British space scientists were working this week to prevent the wreck of some of Europe's most important satellites by space debris.
John Zarnecki, of the University of Kent, was one of a team at the European Space Agency's technical centre in the Netherlands that closed the satellites in response to yesterday's threat from the Leonid meteor stream.
Satellites put into "safe mode" include two Earth-observing satellites, ERS-1 and 2, the Sun-observing satellite Soho and the Hubble space telescope, a mainly United States project in which ESA is a participant. Hubble has already been shut because of a broken gyroscope and will be repaired by a space shuttle mission next month.
Professor Zarnecki said: "ESA is also working to discover more about the structure of the Leonid meteor stream, which has never been fully mapped."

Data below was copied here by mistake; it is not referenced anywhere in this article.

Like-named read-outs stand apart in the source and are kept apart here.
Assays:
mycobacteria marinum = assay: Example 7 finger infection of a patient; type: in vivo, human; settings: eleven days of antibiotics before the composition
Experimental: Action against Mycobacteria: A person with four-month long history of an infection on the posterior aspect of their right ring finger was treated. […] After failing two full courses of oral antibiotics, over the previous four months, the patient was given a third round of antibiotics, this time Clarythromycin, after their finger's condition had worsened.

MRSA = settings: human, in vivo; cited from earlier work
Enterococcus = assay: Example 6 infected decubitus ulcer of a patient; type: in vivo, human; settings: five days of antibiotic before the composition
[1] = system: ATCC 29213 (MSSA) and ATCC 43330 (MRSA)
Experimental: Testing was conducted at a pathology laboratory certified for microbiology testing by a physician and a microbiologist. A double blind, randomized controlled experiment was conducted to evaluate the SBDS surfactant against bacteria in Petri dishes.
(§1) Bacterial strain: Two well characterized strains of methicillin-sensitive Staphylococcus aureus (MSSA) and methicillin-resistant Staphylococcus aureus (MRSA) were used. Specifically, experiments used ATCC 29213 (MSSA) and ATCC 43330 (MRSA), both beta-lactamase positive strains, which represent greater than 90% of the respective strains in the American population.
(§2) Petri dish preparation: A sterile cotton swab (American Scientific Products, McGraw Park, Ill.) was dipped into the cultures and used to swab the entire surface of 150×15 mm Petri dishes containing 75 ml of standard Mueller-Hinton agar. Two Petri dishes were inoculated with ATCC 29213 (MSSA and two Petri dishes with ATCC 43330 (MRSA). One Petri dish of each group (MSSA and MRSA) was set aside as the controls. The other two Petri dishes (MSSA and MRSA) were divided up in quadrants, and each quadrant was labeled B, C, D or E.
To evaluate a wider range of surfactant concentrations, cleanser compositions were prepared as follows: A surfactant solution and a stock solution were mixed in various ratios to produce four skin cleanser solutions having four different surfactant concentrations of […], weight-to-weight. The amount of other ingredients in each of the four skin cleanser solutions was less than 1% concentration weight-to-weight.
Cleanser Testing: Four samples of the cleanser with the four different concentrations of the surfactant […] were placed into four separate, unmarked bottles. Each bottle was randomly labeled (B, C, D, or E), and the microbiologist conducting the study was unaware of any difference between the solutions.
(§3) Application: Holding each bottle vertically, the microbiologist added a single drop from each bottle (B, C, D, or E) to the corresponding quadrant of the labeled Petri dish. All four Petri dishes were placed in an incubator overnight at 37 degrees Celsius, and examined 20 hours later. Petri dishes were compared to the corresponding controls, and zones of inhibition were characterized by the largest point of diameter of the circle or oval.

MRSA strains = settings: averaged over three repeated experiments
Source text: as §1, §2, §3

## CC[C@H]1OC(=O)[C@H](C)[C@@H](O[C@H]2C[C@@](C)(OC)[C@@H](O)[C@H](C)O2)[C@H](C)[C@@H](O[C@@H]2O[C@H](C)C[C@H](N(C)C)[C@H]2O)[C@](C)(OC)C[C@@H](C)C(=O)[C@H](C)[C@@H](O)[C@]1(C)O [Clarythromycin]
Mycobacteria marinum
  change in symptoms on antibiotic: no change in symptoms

Optical and radio observations in Spain and elsewhere were expected, weather permitting, to yield the best-ever data on the Leonids. At their height, millions of pieces of comet debris per hour cross the Earth's orbit. Professor Zarnecki said: "The particles are very small, but they are moving at 70 kilometres a second, which means that an impact can penetrate a satellite easily."
Cutting edge, page 34